When analyzing omics data, regression analysis is an essential tool for identifying biomarkers. For the analysis of graph-structured data, graph neural networks (GNNs) are the most popular deep learning model. Their ability to consistently identify biomarkers across several datasets and their prediction accuracy is, nevertheless, limited. These difficulties arise from the distinct graph structure of biological signaling networks, which have many targets and intricate relationships. Researchers from Washington University developed a novel GNN model architecture called PathFormer in this study to address these issues. PathFormer ranks biomarkers and predicts disease diagnosis by methodically integrating signaling networks, prior knowledge, and omics data. In comparison results, PathFormer performed better than GNN models, showing a 30% increase in illness diagnostic accuracy and strong repeatability of biomarker ranking across several datasets. With two separate transcriptome datasets for cancer and Alzheimer’s disease, this improvement was verified, indicating that PathFormer is a useful tool for other omics data processing investigations.


Large-scale and customized omics datasets have been created as a result of the development of next-generation sequencing (NGS) and high-throughput technologies. These datasets have been utilized to find new targets linked to disease. For the majority of diseases, however, the intricate and enigmatic disease cause is still unknown. Using techniques like fold change and regression analysis, biomarker or target identification is essential for accurate disease diagnosis and comprehending disease pathophysiology in omics data analysis. These methods, however, are unable to simulate the signaling relationships between distinct targets or proteins. By identifying stable network module biomarkers or hub genes, network-based analysis, which makes use of signaling networks and protein-protein interactions (PPIs), can aid in understanding the contributions of gene sets of pathways to disease phenotypes.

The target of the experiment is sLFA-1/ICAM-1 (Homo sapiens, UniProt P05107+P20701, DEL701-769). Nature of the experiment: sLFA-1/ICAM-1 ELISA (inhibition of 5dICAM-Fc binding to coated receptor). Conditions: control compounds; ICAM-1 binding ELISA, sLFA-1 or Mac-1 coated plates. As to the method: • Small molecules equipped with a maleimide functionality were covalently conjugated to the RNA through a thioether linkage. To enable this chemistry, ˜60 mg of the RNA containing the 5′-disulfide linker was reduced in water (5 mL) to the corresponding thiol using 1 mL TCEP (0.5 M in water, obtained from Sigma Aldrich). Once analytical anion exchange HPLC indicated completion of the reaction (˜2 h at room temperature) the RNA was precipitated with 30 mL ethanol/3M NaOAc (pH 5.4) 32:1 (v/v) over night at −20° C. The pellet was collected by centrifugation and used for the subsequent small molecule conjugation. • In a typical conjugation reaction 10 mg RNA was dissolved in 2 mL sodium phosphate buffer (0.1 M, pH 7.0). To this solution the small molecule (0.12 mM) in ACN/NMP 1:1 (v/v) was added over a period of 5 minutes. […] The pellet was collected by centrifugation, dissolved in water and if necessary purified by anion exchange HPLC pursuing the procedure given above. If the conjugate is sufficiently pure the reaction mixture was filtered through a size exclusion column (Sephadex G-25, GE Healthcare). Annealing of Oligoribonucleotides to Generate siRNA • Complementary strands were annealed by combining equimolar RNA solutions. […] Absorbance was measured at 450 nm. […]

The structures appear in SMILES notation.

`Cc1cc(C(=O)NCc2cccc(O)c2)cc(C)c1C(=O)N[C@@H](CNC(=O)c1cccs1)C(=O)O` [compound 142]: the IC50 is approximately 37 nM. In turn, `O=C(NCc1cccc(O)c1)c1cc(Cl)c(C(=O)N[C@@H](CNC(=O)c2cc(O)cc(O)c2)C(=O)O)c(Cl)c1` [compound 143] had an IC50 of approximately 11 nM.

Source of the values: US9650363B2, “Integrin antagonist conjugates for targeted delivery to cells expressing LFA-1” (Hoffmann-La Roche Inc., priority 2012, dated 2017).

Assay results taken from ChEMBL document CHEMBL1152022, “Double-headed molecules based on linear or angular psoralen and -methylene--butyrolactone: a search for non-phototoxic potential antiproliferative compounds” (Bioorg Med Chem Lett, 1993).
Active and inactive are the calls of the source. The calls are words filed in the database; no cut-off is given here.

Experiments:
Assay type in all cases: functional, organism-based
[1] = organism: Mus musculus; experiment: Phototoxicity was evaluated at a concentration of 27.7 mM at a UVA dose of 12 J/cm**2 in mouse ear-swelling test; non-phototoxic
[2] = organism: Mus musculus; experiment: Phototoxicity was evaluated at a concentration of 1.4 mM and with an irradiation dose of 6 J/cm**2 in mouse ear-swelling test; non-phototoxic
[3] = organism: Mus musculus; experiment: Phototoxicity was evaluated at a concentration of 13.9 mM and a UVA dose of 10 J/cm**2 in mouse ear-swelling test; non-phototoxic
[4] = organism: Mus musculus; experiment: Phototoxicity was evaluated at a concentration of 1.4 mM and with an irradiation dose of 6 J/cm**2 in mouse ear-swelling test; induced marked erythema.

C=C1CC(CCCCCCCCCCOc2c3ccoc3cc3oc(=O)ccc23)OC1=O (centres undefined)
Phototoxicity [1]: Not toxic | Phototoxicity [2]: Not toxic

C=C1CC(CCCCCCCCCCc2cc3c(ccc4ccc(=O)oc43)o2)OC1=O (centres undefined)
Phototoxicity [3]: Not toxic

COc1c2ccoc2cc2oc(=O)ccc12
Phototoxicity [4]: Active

Understanding GNN

Graph neural networks, or GNNs, are the most widely used architecture for modeling graph-structured data. They have demonstrated remarkable performance on a variety of graphs, such as social networks, molecules, and circuits, in analysis tasks. On the other hand, existing GNNs perform poorly in phenotypic prediction; in tasks involving the categorization of Alzheimer’s disease, their classification accuracies are nearly 0.6. This indicates low diagnosis accuracy, as it is marginally better than wild guesses. Furthermore, the data produced by present GNNs are not interpretable or biologically meaningful.